$1,990,000

Transportation and Innovation

Grants & Loans

 $2,100,000

Institute for Fiscal Studies and Democracy Canada

Grants & Loans

 $1,500,000

Innovation Demonstration Fund

Grants & Loans

 $4,235,140

Bioindustrial Innovation

Grants & Loans

 $750,000

Centre for Research and Innovation in the Bio-economy

Grants & Loans

 $3,000,000

Cleantech Innovation Investment

Grants & Loans

 $5,000,000

College-based Applied Research Projects

Grants & Loans

 $6,660,000

Lazaridis Institute

Grants & Loans

 $1,500,000

Water Technology Acceleration Project

Grants & Loans

 $2,000,000

Artificial Intelligence Institute

Grants & Loans

 $30,000,000

5G/Next Generation Networks

Grants & Loans

 $35,000,000

Connected/Autonomous Vehicle Project

Grants & Loans

 $25,000,000

Greenhouse Gas Reduction Innovation Fund

Grants & Loans

 -  

TalentEdge

Grants & Loans

 -  

Ontario Innovation Tax Credit

Refundable

 $153,877,900

Business Research Institution Tax Credit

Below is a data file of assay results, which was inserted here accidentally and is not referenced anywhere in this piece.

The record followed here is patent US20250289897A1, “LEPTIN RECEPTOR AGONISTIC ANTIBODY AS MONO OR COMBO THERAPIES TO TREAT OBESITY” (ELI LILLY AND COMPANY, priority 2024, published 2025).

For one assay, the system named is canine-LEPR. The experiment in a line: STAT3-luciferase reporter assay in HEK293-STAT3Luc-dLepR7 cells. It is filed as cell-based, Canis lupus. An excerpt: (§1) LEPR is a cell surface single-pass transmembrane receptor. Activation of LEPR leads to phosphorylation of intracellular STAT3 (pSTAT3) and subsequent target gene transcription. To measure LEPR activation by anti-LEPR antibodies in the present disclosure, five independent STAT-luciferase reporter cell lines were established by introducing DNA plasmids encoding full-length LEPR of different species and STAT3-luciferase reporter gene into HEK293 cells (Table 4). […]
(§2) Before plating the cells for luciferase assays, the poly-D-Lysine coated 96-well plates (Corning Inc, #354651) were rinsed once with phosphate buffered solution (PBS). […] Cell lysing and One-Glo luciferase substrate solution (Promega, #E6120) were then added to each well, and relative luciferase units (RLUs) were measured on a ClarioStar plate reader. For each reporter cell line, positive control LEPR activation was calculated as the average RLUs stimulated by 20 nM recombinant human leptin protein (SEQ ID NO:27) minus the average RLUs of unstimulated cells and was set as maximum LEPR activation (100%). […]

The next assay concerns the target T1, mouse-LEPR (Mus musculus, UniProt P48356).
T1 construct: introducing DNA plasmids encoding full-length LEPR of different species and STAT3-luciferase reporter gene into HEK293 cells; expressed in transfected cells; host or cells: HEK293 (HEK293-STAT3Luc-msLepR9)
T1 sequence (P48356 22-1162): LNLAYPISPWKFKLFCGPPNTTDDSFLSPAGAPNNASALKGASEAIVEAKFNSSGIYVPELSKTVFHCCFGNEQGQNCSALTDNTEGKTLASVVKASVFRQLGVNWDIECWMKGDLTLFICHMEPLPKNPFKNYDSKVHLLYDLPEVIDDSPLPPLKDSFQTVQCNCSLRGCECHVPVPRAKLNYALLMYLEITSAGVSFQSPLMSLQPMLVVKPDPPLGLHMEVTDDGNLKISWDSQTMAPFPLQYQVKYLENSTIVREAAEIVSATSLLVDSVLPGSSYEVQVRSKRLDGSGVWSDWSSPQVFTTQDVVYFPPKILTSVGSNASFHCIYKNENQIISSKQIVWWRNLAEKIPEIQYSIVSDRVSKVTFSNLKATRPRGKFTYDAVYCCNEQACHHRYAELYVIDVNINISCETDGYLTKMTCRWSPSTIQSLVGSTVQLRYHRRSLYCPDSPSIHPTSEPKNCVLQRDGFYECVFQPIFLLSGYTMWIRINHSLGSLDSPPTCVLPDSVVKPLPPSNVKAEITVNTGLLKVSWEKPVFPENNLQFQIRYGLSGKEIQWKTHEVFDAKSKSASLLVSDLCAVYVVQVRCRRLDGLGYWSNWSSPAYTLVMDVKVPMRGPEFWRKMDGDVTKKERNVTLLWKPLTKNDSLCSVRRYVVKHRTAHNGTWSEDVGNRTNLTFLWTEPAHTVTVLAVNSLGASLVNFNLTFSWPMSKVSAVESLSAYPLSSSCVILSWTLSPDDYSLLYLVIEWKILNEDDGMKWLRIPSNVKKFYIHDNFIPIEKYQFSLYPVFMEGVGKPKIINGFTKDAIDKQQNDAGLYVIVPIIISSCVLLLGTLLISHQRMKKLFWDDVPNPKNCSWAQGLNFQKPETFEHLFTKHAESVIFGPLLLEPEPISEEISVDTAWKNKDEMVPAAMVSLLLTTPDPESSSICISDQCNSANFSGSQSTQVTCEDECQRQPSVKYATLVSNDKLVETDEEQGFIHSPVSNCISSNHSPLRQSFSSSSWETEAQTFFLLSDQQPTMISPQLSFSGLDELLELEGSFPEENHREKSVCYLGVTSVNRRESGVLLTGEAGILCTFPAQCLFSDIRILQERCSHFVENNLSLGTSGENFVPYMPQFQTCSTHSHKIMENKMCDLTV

Refundable

 $17,403,600

Small Beer Manufacturers' Tax Credit

Refundable

$4,759,710

Finance

Type

2016-17 Funding

Horse Racing Partnership Funding Program

Grants & Loans

 $93,420,000

Ontario Credit Union Tax Reduction

Non-refundable

 $6,500,000

Ontario Research and Development Tax Credit

Non-refundable

 $165,000,000

Ontario Resource Tax Credit

Non-refundable

 $500,000

Ontario Small Business Tax Deduction

Non-refundable

$1,837,500,000

Ontario Tax Credit for Manufacturing and Processing

Non-refundable

$245,000,000

Ontario Tax Exemption for Commercialization

Non-refundable

-

Indigenous Relations and Reconciliation

Type

2016-17 Funding

Indigenous Economic Development Fund

Grants & Loans

 $9,897,806

Metis Economic Development Fund

Grants & Loans

 $3,000,000

Policy Development Engagement Fund

Grants & Loans

 $3,979,898

International Trade

Type

2016-17 Funding

Global Growth Fund

Grants & Loans

-

Northern Development and Mines

Type

2016-17 Funding

Northern Industrial Electricity Rate Program

Grants & Loans

 $113,065,120

Northern Ontario Heritage Fund (Operating Subsidy)

Grants & Loans

 $60,000,000

Northern Ontario Heritage Fund (Capital Subsidy)

Grants & Loans

 $40,000,000

Ontario Northland Transportation Commission (Commercial Subsidy)

Grants & Loans

 $23,588,714

Industrial Support - Special Assistance

Grants & Loans

 -  

Economic Development